— Tiny Kline

Manolin was the newest of these native products, who did practically everything their high-priced European prototypes could do.*  But Santos & Artigas spared no expense.  They had contracted a team of those comicosor payasos (as they call them) at fabulous salaries.  Their patter must have been as good as their tumbling.  In addition to the dialogue, juggling, sleight-of-hand, ventriloquism, and what-have-you, they were also versatile musicians, playing various instruments.  With their large repertoire, they could remain for several days in a town, changing their act, drawing the same crowd — truly a one-man show, any of those Spanish payasos.

*Janet M. Davis, the editor of Circus Queen & Tinker Bell, caught Tiny Kline’s error about Pepito’s nationality and added the following footnote on page 337:  “Kline refers to Pepito Perez as a ‘native product’ of Cuba, but according to Variety, he was born in Spain and came to the United States, where he was billed as “Pepito the Spanish Clown” in the 1920s.  He appeared in the prologue for Charlie Chaplin’s stage production, The Circus, at Grauman’s Chinese Theater in Hollywood in 1928, and thereafter did pantomime and appeared in movies and on television.  He died in 1975 in Santa Ana, California, where he had lived for fifteen years.”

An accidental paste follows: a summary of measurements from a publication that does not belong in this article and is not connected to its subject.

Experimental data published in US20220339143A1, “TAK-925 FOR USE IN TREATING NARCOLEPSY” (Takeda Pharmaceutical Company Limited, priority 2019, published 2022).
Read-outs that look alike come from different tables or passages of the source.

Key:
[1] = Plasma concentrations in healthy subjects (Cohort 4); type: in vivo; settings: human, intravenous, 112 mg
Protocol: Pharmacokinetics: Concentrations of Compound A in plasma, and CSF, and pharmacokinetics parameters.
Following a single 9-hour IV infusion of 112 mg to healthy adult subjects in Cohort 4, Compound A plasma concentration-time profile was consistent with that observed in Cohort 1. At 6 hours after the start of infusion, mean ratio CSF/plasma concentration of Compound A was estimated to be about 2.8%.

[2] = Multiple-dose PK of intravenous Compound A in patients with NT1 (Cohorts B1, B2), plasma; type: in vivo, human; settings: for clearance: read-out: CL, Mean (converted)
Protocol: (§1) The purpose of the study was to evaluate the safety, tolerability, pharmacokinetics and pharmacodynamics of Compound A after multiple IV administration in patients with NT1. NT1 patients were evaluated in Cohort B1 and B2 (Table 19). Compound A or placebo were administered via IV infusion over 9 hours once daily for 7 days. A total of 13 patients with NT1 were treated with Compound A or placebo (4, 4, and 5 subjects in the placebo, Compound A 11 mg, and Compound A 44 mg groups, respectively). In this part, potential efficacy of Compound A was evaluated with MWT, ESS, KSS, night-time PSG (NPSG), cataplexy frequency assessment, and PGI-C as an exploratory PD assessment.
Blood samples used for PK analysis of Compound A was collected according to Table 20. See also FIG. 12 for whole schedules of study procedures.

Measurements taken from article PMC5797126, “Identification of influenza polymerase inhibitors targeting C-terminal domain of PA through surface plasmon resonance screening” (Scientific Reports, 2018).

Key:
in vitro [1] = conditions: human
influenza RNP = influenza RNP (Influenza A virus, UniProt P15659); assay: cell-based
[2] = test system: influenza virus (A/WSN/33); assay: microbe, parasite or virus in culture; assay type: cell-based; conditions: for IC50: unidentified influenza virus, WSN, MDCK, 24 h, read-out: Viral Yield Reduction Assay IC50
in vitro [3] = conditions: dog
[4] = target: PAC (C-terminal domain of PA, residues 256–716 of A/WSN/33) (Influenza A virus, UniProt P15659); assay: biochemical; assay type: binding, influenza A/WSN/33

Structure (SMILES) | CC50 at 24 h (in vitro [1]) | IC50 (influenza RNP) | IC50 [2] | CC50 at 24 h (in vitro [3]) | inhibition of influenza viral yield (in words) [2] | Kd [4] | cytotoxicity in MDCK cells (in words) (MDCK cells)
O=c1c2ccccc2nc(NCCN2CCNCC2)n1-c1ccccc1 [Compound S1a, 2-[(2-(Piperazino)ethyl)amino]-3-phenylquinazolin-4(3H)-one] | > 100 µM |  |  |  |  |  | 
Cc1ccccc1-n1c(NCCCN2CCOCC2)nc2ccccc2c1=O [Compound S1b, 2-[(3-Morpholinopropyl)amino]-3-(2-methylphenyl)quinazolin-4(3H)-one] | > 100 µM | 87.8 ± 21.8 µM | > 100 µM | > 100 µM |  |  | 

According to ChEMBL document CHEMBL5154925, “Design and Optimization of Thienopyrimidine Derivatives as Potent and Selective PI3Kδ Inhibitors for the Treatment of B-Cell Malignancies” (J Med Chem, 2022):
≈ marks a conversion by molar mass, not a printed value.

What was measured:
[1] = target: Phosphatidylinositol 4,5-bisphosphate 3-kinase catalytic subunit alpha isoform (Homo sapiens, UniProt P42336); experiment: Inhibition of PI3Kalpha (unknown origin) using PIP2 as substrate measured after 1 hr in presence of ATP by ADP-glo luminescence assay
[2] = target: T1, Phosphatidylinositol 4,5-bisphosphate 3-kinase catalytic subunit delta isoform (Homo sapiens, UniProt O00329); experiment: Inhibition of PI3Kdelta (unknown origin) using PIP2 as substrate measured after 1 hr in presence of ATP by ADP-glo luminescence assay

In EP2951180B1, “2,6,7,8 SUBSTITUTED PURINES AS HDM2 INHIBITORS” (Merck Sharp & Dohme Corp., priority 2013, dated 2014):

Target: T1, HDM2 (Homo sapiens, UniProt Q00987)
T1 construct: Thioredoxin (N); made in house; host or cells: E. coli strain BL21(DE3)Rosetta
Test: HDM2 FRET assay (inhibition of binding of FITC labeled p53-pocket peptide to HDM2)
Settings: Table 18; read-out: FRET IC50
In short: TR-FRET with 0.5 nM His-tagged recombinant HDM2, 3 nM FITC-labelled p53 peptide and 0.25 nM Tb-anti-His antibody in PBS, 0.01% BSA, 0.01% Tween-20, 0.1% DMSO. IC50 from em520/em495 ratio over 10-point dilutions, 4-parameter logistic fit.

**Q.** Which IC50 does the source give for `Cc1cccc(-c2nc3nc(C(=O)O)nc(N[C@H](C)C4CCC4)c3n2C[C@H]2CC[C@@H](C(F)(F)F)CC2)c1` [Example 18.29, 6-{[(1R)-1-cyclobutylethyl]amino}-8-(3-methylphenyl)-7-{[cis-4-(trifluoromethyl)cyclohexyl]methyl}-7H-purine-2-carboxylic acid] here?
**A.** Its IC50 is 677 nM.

By the early 1930s, Tiny Kline had left the circus and was booking and performing her daring “slide for life” iron-jaw act at outdoor venues throughout the United States.

The American acrobat Tiny Kline performing her iron jaw act, circa 1930. She hangs by her teeth from an apparatus on a rope pulley and slides 200 meters along on a steel rope. Photograph from https://imagno.wg.picturemaxx.com/webgate/index.php?TABLIGHTBOX=PREVIEW&IGNORECONFIG=1&IMGID=00633973

In 1932, as a publicity stunt for her appearance at the RKO Palace Theater in NYC, Tiny Kline famously slid 1,134 feet across New York’s Times Square at a height of 600 feet, hanging by her teeth.  She had planned her stunt to be a descent from the 28-story Edison Hotel to the roof of the Palace Theater, where the show in which she was appearing, was to open.